All of the code in the AMP repo is open source which is carefully reviewed. Therefore, it can’t have things like JS that takes advantage of a chipset level vulnerability which could steal passwords entered to your websites. If a malicious actor tried to add such code, the AMP maintainers have a process in place to ensure that such code isn’t merged into the repo.
Rapid & universal upgradeability
If we discover a vulnerability in the AMP code or at lower level stack that’s taking advantage or stealing user information from your site, the AMPHTML ads runtime can be updated and most users will have the latest version of the secure ads runtime within a day.
Self-aware of page performance
Animations within an ad can have a lot of impact to page performance. AMPHTML ads automatically pause animations when they are off-screen saving precious battery & CPU.
Caching a single library
Another performance benefit of using a single ads runtime standard is that different ad functionality can reference the runtime that is in the cache across multiple AMPHTML ads served to the same browser. As the volume of AMPHTML ads increases on the web, more users will have the ads runtime available in the browser cache. Contrast this to loading two different libraries for two separate functionalities, both of which are less likely to be available in the browser cache.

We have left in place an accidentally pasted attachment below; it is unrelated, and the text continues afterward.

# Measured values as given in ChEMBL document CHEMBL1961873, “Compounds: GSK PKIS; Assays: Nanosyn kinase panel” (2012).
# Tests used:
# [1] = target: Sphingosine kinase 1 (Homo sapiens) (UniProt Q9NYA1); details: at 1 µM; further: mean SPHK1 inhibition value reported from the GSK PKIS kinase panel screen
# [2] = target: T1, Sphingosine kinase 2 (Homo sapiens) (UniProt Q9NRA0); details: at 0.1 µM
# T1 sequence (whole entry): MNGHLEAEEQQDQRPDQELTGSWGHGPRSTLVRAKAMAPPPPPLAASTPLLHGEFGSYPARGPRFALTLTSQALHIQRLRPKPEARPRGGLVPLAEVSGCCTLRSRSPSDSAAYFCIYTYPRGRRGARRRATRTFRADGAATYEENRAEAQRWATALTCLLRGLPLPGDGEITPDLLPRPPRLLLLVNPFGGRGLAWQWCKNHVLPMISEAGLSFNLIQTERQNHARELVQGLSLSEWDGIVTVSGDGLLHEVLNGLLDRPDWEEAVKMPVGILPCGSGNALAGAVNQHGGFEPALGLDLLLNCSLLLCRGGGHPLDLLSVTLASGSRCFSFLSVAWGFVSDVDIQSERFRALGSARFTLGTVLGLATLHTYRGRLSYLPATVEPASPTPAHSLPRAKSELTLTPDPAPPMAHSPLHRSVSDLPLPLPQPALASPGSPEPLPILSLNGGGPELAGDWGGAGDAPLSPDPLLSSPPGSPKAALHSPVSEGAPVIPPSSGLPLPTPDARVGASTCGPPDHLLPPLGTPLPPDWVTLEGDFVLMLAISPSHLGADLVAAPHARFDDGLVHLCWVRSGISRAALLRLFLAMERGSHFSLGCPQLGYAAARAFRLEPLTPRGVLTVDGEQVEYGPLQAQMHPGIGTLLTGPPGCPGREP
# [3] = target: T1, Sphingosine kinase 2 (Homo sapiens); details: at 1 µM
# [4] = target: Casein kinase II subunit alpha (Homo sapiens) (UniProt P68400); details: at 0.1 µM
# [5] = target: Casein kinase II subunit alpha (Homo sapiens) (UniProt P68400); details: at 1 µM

Efficient rendering in same-orgin iframes
For AMPHTML ads, the ads script can serve them into iframes on the same origin as the script tag which is more efficient compared to loading the ad into a cross domain iframe. This is only possible because AMPHTML can’t have custom JS and therefore reduce risk from a security perspective.
Why advertisers should want AMPHTML ads
Built-in ad UI components
AMPHTML ads ship with a number of UI components that allow ad creators to build great looking ads, with full access to the web animations API, a first-class analytics framework and viewability support. These built-in modules are developed with performance in mind, so advertisers can be assured they are using the best in class browser/app APIs to build this functionality.
Viewability measurement without discrepancies
Viewability is probably one of the most important metrics advertisers care about, and publishers, advertisers and ad tech, each want to verify viewability on their own resulting in each inserting their own JS to collect viewability data.